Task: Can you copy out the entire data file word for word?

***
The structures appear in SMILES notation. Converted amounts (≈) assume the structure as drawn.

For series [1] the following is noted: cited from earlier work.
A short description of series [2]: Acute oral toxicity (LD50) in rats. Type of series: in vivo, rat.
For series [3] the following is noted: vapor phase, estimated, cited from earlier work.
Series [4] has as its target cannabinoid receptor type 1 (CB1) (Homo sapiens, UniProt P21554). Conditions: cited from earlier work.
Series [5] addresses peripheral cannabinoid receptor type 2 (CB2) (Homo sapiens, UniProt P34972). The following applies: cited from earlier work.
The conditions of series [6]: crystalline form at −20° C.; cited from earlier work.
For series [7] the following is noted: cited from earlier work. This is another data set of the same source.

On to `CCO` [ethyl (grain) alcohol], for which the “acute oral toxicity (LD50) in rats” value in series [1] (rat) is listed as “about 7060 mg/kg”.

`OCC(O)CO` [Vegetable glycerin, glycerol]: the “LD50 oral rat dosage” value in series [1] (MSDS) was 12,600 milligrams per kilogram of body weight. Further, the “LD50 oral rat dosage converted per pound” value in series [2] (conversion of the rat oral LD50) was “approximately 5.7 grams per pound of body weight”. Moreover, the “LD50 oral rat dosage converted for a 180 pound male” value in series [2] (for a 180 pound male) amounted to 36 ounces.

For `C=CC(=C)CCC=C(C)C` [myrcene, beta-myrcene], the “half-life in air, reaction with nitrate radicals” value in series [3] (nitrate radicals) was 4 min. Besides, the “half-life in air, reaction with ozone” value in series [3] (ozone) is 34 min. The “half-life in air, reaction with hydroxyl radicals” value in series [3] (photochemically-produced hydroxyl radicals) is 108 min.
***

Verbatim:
The structures appear in SMILES notation. Converted amounts (≈) assume the structure as drawn.

For series [1] the following is noted: cited from earlier work.
A short description of series [2]: Acute oral toxicity (LD50) in rats. Type of series: in vivo, rat.
For series [3] the following is noted: vapor phase, estimated, cited from earlier work.
Series [4] has as its target cannabinoid receptor type 1 (CB1) (Homo sapiens, UniProt P21554). Conditions: cited from earlier work.
Series [5] addresses peripheral cannabinoid receptor type 2 (CB2) (Homo sapiens, UniProt P34972). The following applies: cited from earlier work.
The conditions of series [6]: crystalline form at −20° C.; cited from earlier work.
For series [7] the following is noted: cited from earlier work. This is another data set of the same source.

On to `CCO` [ethyl (grain) alcohol], for which the “acute oral toxicity (LD50) in rats” value in series [1] (rat) is listed as “about 7060 mg/kg”.

`OCC(O)CO` [Vegetable glycerin, glycerol]: the “LD50 oral rat dosage” value in series [1] (MSDS) was 12,600 milligrams per kilogram of body weight. Further, the “LD50 oral rat dosage converted per pound” value in series [2] (conversion of the rat oral LD50) was “approximately 5.7 grams per pound of body weight”. Moreover, the “LD50 oral rat dosage converted for a 180 pound male” value in series [2] (for a 180 pound male) amounted to 36 ounces.

For `C=CC(=C)CCC=C(C)C` [myrcene, beta-myrcene], the “half-life in air, reaction with nitrate radicals” value in series [3] (nitrate radicals) was 4 min. Besides, the “half-life in air, reaction with ozone” value in series [3] (ozone) is 34 min. The “half-life in air, reaction with hydroxyl radicals” value in series [3] (photochemically-produced hydroxyl radicals) is 108 min.